Scientific Name:
Adiantum cunninghamii Hook., Sp. Fil. 2, 52, t. 86a (1851)
  • Adiantum formosum var. cunninghamii (Hook.) F.Muell., Veg. Chatham Isl. 72 (1864)
Lectotype (selected by Brownsey & Perrie 2020): N[ew] Zealand, W. Colenso 1670, 1849, Herb. Hooker., K 001090075!
  • = Adiantum trapeziforme G.Forst., Fl. Ins. Austr. 84 (1786) nom. illeg., non Adiantum trapeziforme L. 1753
Lectotype (selected by Brownsey & Perrie 2020): [New Zealand], Herb. G. Forster 297, BM 001048368!
  • = Adiantum affine var. heterophyllum Colenso, Trans. & Proc. New Zealand Inst. 20: 218 (1888)
Lectotype (selected by Brownsey & Perrie 2020): [New Zealand], com. W. Colenso, 5/1890, K 01090068!
  • = Adiantum affine var. chathamicum Field, Ferns New Zealand 81 (1890)
Type: not located.
  • = Adiantum pullum Colenso, Trans. & Proc. New Zealand Inst. 25: 319 (1893)
  • Adiantum affine var. pullum (Colenso) Domin, Biblioth. Bot. 20(85): 150 (1913)
Lectotype (selected by Brownsey & Perrie 2020): Dannevirke, Hawkes Bay, H. Hill, Herb. Colenso, WELT P003327!
Named in honour of Allan Cunningham (1791–1839), a plant collector for Kew, and colonial botanist in New South Wales.
Vernacular Name(s):
common maidenhair; Cunningham's maidenhair

Rhizomes short- to long-creeping, up to 235 mm long (in herbarium specimens), 1–3 mm diameter, with stipes inserted 5–50 mm apart; bearing scales; stolons and tubers absent. Rhizome scales narrowly ovate, 2.5–6.0 mm long, 0.3–0.6 mm wide, red-brown, concolorous. Fronds 60–900 mm long. Stipes 20–530 mm long, dark brown, polished, glabrous except for scattered scales proximally. Rachises dark brown, sulcate, polished, glabrous. Laminae 2–3-pinnate (or very rarely 4-pinnate), broadly ovate or ovate, 40–370 mm long, 25–260 mm wide, dark green adaxially, glaucous or green abaxially, herbaceous, glabrous or rarely bearing stiff dark hairs abaxially. 1–4 pairs of divided primary pinnae below long pinnate apex, widely spaced especially proximally, ovate or broadly ovate; costae glabrous; the longest pinnae below the middle, 16–230 mm long, 9–150 mm wide, apices acute to obtuse, bases stalked, divided into secondary pinnae. 1–2 pairs of secondary pinnae (or occasionally none) on the basal primary pinnae divided into tertiary pinnae; the longest divided secondary pinnae ovate or narrowly ovate, 10–105 mm long, 9–28 mm wide, apices acute to obtuse, bases stalked. Very rarely one tertiary pinna on the basal primary pinna divided into quaternary pinnae. Longest ultimate lamina segments oblong, tending to curve acroscopically, 5–28 mm long, 3–15 mm wide, apices obtuse, acroscopic margins irregularly toothed, basiscopic margins ± entire, bases stalked, with stalks attached in one corner. Reflexed lamina flaps reniform, glabrous.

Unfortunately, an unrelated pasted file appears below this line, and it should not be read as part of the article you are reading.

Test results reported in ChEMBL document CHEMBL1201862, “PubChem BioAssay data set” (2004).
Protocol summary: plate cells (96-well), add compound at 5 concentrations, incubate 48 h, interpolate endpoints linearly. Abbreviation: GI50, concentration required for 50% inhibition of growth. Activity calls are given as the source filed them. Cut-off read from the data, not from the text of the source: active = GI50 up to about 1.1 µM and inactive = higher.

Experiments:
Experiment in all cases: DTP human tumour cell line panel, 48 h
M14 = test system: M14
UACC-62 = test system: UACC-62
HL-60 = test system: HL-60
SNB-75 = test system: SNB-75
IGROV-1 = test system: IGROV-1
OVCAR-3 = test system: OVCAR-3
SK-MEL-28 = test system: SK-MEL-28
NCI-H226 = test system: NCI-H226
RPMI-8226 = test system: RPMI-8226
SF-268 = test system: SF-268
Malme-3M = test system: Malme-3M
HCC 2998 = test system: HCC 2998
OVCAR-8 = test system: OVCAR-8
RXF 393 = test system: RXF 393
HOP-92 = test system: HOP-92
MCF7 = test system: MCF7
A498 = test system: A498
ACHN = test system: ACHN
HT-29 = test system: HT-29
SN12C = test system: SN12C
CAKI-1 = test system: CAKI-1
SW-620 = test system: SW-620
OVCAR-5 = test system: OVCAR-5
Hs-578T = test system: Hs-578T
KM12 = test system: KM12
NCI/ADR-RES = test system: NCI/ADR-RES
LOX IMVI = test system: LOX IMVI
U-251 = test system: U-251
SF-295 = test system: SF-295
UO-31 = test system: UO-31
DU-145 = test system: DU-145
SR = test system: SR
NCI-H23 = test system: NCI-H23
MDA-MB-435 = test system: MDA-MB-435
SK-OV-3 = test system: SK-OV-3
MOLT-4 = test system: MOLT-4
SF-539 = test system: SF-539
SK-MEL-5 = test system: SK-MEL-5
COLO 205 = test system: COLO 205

Adiantum cunninghamii is a rather variable species with laminae ranging in size from 40 mm to 370 mm long. It is most commonly 3-pinnate at the base, but small fronds may be only 2-pinnate, and very rarely 4-pinnate fronds are found. It is distinguished from other species of Adiantum by its oblong ultimate lamina segments with the stalk attached in one corner, glabrous rachises, reniform and glabrous “indusia”, and often by the glaucous colour of the abaxial lamina surface. The abaxial lamina surfaces are also usually glabrous, but rarely (in <1% of collections) they bear stiff hairs. Such plants can be confused with hairy forms of A. diaphanum. Small, 2-pinnate fronds, lacking hairs on the abaxial lamina surfaces, can also be confused with glabrous forms of A. diaphanum, but A. cunninghamii always lacks the small tubers on the rootlets that are present in A. diaphanum. Large, 3–4-pinnate specimens can be distinguished from A. formosum by their glabrous costae on the primary pinnae, and by the often glaucous abaxial lamina surface.


North Island: Northland, Auckland, Volcanic Plateau, Gisborne, Taranaki, Southern North Island.

South Island: Western Nelson, Sounds-Nelson, Marlborough, Westland, Canterbury, Otago, Southland, Fiordland.

Kermadec Islands, Three Kings Islands, Chatham Islands, Stewart Island.

Altitudinal range: 0–1100 m.

Adiantum cunninghamii occurs on the Kermadec and Three Kings Islands, and in lowland areas throughout the North Island from Te Paki to Wellington, extending locally into montane sites. It is absent only from parts of the central North Island. It grows from near sea-level, reaching 1100 m in the Kaimanawa Ranges. In the South Island it occurs in coastal and lowland sites from Nelson to Southland, extending locally into montane areas, but is absent from much of the interior, and from the drier parts of Otago and South Canterbury. It extends to 900 m at Jordan Stream Reserve, Marlborough. It also reaches Stewart Island and the Chatham Islands.